NOTE TO TROLLS: We can see your IP addresses, y’all! If you leave multiple comments under different names, it doesn’t matter how many times you do it, or how creative your aliases are, or even what you’re saying; you still get banned for Classic Trollin’. I understand that you feel you could not possibly make yourself heard without pretending that you have 12 very good friends that just so happen to feel exactly the same way you do. But try, please.

    Sunday, August 28, 2011 at 7:17 pm | Permalink
  89. harlemjd wrote:

    Agreed with everything, and I admire your restraint in leaving out Lyssa for the most part, who is a whole nother lesson in GRRM has some serious issues with women.

    I actually do find Tyrion a sympathetic character (have not read 5 yet). What I find gross is that the author clearly believes that my sympathy for him would be greater than my sympathy for Tysha, or my curiosity about Shae (who never gets her own POV).

    Sunday, August 28, 2011 at 10:19 pm | Permalink
  90. JC wrote:

    Thank you! My 90 year old grandma loves these books and is always trying to get me to read them (she’s a big SFF fan). I tried but got halfway through book 1 and gave up for all the reasons you outlined.

    Also, I’m a medieval historian and I call bullshit on the whole “but it’s accurately medieval” thing.

    Sunday, August 28, 2011 at 11:35 pm | Permalink
  91. Brett wrote:

    “And then you can note that, in the most recent book, she’s subjected to the longest, most graphically described and dwelled-upon sexual assault of any character, as punishment for her sins. ”

    No, she’s subjected to that experience because her uncle and her other enemies are trying to humiliate and crush her politically. However, we get to see how unpleasant the experience is, and it helps to make us more sympathetic to Cersei even in spite of some of her worst acts in AFFC.

    It’s like how Theon is brutalized in “A Dance with Dragons”. People both wanted to see Theon and Cersei punished for what they did, but what happens to them is ugly – and suddenly that desire for punishment starts to taste sour in your mouth. Nobody deserves what both were put through.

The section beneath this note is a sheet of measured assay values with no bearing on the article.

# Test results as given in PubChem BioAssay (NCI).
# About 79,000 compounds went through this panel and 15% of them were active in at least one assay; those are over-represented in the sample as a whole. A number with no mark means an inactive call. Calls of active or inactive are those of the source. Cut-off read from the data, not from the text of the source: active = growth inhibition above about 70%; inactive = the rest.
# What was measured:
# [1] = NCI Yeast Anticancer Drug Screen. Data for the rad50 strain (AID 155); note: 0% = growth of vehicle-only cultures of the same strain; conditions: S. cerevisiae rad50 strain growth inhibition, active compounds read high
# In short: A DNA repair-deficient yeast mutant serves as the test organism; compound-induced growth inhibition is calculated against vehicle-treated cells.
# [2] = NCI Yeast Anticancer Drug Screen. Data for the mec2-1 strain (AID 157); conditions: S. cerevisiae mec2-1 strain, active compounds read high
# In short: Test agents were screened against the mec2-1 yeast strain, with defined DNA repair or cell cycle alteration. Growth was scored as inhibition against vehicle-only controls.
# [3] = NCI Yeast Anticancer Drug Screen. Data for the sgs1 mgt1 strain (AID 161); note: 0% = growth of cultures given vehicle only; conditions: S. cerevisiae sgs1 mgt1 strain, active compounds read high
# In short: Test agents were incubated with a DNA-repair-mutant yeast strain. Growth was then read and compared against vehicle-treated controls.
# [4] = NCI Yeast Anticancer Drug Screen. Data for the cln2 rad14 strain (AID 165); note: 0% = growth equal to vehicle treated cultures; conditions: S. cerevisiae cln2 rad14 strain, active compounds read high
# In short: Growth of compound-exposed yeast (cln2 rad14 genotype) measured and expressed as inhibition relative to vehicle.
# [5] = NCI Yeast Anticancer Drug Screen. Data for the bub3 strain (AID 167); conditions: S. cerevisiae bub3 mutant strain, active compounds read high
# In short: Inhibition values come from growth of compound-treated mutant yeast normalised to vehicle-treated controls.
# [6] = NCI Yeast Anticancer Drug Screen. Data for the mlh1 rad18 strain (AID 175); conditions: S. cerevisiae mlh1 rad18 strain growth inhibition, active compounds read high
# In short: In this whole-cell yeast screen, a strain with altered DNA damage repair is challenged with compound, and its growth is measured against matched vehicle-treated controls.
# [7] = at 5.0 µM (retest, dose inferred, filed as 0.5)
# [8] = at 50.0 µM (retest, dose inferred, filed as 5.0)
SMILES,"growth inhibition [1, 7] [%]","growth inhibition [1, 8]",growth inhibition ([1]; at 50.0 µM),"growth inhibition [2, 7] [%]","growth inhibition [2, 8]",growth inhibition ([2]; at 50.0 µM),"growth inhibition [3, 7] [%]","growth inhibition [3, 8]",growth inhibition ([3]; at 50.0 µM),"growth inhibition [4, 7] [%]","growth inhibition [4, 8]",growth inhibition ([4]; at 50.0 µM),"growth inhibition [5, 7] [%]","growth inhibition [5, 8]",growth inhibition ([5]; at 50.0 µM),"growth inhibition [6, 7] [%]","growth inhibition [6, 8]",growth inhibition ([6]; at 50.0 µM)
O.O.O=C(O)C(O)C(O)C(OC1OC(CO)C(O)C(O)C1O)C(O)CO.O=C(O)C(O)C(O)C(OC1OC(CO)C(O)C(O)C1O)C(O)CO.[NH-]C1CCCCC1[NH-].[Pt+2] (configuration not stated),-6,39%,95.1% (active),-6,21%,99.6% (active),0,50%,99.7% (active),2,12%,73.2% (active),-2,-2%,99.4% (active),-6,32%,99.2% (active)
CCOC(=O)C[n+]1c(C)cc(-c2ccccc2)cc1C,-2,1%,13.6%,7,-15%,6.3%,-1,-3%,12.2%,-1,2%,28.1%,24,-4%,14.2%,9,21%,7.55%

“Once the “stuck-up,” “stupid,” “shallow,” or “girly” female character is PUNISHED, THEN she can be redeemed and we can like her. But we’re clearly not meant to like her before the sexual-assault-as-redemptive-punishment takes place. And we don’t. ”

    No, we like her because of how she attempts to deal with a dangerous, difficult situation. She does about as well as she possibly can, and it’s character growth on her part.

    And yes, Sansa was a spoiled and sheltered brat before reality showed up in the form of Ned’s death. It’s not her fault (she’s 13 in the books), but the fault of her parents, who didn’t bother to teach her anything but all the frivolities that “proper” ladies were supposed to engage in.

    Side-note, but there’s a parallel with Cersei there. Cersei had the same experience – she was never taught to rule. She had to learn the hard way.

    Monday, August 29, 2011 at 2:17 am | Permalink
  92. Bex wrote:

    You know, I do think that the overall message of the series is anti-patriarchy and actually has a lot of interesting things to say in that vein. I also think that these things mainly get said through the MALE characters, because Martin is creepy as hell and a) enjoys writing the torture porn way too much to be consistent about this message when there are women to be raped, and b) has some fucked up ideas about What Women Are Like, which pop up and ruin too many of the things he tries to do with his female characters.

    At least I never thought Cersei had any redeeming characteristics whatsoever, so unlike some of my friends, I didn’t feel completely betrayed by what kind of ruler she turned out to be. Cersei is for me like Betty Draper (too unpleasant even to pity properly no matter how I might want to), but with the author’s own unconscious prejudices making the whole thing completely gross instead of thoughtful and painful.

    Although I do think that Sansa and Catelyn are object lessons in how being privileged can make you an ass more than anything gender-related — much like Ned and Robert.

    Oh, and racism. So much racism. So that’s fun, too.

    Monday, August 29, 2011 at 3:07 am | Permalink
  93. Sady wrote:

    @Brett: In which the guy responds to the “rape is used as a redemptive punishment” comment with a comment about how, once these women have been assaulted, we just LIKE them more, because they have been REDEEMED BY THEIR PUNISHMENT, and we can feel SORRY for them.